The Lou Rawls Project lays down the gauntlet for other artists of all genres who are considering to make their next album a covers album. In an era when record executives prefer to churn out cover after cover of the same songs in a safe bet to make a return on their artistic investment, Fields reminds us that covers albums can be very good indeed. Fields has created a beautiful tribute to one of the finest voices in soul music, and shows off his own beautiful voice in the process.
I discovered silky soul jazz singer Victor Fields from the San Francisco Bay Area some 10 years ago, with his albums ‘This Could be Paradise’ and ‘Thinking of You’, both very nice albums. The legendary Lou Rawls himself saw him once perform live and called him: “the man with the golden voice”. After many years of silence, he’s now ready to release his 5th album, and it’s dedicated to the master Lou Rawls. The CD contains 10 tracks, Victor’s versions of classic Lou Rawls’ tracks. He opens with the single ‘Let Me Be Good To You’, with Chris Camozzi on guitar, who equally produced this album. This Philly classic is sultry redone, and soulful as well. Saxophonist Marcin Nowakowski can be heard on the romantic ballad ‘Let’s Fall In Love All Over Again’, while Lou’s trademark ‘You’ll Never Find Another Love Like Mine’ follows with Vince Lars on sax. Victor sings it relaxed, and has a soulful atmosphere. The bluesy ‘(I’d Rather Drink) Muddy Water’ is up next, followed by the well known Phillysound classic ‘See You When I Get There’. The gently saying ‘Lady Love’ features again Chris Camozzi on guitar. The soul classic ‘Natural Man’ is also included, while the ballad ‘Love Is A Hurtin’ Thing’ continues. The cover of Jobim’s Brazilian bossa nova song ‘The Girl From Ipanema’ introduces Regina V. Fields, and the upbeat ‘Groovy People’ closes the album. Lou Rawls would have been proud of this tribute, and I’m sure he would have given his blessing to Victor. “It was a long wait Victor, but it was worthwhile! I’ll treasure this album.”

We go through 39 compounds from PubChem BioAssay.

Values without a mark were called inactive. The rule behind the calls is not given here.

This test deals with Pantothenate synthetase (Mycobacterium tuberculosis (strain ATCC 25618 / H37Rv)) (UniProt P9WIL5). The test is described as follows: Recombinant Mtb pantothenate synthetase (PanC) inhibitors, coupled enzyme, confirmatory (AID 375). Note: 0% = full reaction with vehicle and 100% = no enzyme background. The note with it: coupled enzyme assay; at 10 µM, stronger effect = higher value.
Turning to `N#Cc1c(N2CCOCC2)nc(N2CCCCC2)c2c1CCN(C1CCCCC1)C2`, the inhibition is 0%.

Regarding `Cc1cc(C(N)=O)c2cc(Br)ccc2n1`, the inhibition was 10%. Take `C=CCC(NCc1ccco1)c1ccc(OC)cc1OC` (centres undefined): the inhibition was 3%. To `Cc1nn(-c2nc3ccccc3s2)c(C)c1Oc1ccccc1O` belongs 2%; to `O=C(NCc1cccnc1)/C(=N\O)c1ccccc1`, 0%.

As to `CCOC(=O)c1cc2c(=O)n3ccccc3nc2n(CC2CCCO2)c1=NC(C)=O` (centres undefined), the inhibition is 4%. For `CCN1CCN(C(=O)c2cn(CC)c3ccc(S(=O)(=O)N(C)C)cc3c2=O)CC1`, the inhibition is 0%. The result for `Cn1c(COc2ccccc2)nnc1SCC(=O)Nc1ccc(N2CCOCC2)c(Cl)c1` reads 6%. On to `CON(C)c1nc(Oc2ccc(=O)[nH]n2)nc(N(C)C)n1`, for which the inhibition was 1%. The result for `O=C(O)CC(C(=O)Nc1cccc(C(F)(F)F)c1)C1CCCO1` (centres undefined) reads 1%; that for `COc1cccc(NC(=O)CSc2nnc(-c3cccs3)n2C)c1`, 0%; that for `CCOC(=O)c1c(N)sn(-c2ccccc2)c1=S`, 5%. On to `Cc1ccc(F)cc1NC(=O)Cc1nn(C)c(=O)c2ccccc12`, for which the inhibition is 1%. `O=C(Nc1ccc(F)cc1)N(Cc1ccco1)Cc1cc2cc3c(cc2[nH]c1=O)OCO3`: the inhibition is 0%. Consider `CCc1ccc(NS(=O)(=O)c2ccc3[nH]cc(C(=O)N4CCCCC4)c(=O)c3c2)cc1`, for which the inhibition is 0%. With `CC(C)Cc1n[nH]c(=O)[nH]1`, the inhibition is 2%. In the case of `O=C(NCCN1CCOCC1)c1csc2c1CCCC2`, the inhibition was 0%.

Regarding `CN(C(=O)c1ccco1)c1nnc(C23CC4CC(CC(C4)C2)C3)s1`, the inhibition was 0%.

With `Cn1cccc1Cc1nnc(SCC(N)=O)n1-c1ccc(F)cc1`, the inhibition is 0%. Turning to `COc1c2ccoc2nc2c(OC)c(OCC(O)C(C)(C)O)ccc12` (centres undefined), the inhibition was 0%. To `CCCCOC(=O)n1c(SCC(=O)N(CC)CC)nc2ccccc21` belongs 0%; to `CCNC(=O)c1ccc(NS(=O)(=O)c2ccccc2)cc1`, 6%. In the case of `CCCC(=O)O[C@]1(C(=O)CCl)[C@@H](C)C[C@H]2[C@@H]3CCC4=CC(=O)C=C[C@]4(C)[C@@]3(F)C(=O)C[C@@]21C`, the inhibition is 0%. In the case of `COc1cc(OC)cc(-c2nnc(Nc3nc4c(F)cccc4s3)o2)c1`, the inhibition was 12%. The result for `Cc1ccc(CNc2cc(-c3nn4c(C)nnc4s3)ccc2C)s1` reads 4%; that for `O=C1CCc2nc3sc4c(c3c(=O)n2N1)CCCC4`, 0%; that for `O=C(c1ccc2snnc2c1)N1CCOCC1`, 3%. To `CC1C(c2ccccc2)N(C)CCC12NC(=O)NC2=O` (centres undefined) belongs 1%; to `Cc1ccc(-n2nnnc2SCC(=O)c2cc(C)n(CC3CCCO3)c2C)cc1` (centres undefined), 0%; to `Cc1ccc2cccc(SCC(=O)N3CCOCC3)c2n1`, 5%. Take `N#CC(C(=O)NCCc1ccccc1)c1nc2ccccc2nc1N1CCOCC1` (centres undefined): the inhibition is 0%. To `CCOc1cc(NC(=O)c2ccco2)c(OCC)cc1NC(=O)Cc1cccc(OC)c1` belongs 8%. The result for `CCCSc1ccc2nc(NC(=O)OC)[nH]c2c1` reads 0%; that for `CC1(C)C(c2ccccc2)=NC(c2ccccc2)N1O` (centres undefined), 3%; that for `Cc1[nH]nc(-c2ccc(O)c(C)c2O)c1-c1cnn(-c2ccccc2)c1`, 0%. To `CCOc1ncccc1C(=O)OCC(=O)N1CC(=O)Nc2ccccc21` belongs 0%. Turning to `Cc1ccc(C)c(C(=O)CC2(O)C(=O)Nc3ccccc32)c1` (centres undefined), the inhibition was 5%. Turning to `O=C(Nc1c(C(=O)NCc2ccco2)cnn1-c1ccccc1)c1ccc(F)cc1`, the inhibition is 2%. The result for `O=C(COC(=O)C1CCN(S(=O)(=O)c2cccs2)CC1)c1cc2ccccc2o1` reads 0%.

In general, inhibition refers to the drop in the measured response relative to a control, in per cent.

Patrick Van de Wiele
Back in the day, when critically acclaimed, chart-topping, San Francisco Bay Area Jazz vocalist, Victor Fields was starting his music career, working a day job and performing music on the side, the legendary Lou Rawls and entourage caught Victor's live performance in a small club in Oakland. Rawls called Fields “the man with the golden voice,” and inspired Victor to launch a full-fledged recording career. Rawls once said the immortal words, “Soul is Truth,” and Victor Fields fulfills that reality brilliantly on highly anticipated release, THE LOU RAWLS PROJECT - A sultry, bluesy and easy swinging set featuring lush, sophisticated re-imaginings of ten Rawls classics. In addition to the first single, the smooth and romantic “Let Me Be Good To You,” the singer lends his graceful caress to the balmy, gently swaying “Lady Love” (featuring producer Chris Camozzi on guitar), the smoky “Let’s Fall In Love All Over Again” and Rawls’ Philly SOUL trademark classic, “You’ll Never Find Another Love Like Mine.” It’s not braggin’ on himself, baby, to call Fields’ THE LOU RAWLS PROJECT a true masterpiece.